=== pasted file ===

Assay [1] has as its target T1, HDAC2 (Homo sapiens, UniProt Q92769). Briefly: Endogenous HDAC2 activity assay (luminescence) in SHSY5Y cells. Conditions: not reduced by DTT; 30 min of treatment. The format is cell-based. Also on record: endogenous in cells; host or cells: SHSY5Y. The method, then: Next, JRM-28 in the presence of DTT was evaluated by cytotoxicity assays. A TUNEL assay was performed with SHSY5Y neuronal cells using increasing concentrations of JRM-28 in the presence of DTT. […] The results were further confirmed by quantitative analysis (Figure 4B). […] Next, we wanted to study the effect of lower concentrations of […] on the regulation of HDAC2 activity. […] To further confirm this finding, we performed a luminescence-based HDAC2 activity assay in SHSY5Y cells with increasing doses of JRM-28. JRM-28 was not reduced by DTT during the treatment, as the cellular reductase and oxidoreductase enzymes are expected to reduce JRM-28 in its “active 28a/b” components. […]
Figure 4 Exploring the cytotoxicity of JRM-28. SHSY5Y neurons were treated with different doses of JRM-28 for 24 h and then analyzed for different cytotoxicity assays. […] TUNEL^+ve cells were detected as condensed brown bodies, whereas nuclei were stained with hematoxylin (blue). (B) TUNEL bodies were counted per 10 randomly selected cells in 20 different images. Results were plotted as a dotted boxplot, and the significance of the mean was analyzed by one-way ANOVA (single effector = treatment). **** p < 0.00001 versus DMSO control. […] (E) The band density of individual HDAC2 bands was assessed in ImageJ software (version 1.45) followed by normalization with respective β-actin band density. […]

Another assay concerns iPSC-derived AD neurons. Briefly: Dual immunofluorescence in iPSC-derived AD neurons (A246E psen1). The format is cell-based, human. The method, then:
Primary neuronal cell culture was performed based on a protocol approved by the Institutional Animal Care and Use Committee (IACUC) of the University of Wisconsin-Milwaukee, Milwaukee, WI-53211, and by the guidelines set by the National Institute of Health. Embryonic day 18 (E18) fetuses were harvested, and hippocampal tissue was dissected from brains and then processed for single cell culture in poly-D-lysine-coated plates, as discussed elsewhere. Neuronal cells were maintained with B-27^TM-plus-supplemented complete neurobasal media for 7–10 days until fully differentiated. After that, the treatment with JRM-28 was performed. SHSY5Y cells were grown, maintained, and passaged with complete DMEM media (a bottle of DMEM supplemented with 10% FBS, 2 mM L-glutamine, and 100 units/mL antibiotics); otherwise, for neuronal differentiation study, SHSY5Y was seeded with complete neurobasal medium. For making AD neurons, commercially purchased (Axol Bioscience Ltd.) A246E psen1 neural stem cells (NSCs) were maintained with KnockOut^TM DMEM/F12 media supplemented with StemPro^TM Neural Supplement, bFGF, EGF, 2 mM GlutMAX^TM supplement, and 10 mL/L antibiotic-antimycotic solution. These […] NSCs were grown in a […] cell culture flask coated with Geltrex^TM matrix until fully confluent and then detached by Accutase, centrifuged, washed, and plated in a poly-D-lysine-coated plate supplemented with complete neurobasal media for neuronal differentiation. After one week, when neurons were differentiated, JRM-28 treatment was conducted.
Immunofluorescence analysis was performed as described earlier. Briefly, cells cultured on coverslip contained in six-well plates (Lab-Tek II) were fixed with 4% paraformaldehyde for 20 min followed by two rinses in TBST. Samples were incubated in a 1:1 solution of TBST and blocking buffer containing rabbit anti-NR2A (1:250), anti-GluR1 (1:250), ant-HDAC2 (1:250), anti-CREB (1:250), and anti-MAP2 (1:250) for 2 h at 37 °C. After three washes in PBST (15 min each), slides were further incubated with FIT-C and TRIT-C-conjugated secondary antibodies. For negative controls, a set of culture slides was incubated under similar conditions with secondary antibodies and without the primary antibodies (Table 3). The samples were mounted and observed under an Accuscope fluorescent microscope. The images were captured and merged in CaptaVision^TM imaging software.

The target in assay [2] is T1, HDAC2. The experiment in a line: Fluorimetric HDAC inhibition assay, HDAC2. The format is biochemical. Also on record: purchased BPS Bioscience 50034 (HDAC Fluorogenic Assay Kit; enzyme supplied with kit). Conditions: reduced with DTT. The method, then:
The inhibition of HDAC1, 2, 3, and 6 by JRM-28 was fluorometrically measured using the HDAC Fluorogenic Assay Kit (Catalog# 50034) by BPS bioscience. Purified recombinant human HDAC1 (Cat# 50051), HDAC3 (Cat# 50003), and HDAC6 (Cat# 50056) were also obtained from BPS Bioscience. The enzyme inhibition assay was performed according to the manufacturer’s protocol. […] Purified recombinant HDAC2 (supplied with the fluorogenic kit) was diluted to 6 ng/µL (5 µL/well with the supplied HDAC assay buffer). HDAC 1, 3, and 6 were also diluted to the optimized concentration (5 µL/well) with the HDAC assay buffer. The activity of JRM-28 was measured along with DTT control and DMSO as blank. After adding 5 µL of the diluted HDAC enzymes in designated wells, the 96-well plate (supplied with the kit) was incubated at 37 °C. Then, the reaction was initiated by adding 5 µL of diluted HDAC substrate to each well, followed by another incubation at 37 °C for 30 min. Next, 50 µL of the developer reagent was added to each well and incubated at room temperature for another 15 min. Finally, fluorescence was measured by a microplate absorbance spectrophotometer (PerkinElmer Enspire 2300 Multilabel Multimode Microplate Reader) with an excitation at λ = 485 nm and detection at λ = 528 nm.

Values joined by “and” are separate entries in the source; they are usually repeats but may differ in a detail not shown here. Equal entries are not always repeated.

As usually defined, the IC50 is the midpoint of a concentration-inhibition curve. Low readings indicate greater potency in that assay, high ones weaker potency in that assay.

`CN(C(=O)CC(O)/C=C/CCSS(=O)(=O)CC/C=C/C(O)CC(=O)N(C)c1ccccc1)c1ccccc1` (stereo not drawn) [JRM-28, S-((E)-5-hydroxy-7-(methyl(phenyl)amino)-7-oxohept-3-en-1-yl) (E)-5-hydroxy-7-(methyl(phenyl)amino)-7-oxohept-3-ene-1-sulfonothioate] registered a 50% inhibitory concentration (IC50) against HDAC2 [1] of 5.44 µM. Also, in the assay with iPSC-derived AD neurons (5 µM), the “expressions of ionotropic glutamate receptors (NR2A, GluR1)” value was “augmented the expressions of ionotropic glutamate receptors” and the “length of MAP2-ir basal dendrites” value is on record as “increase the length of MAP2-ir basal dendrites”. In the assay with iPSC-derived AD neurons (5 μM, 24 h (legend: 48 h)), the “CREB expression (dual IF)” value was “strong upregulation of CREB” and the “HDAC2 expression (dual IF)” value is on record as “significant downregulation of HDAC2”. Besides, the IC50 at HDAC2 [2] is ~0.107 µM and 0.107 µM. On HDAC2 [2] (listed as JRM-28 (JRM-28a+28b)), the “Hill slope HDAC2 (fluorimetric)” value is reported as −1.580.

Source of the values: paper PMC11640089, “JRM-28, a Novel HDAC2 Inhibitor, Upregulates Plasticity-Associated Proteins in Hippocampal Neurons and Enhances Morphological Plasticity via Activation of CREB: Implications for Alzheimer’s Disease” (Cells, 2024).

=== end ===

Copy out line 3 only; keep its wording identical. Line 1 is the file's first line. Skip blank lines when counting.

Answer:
Another assay concerns iPSC-derived AD neurons. Briefly: Dual immunofluorescence in iPSC-derived AD neurons (A246E psen1). The format is cell-based, human. The method, then: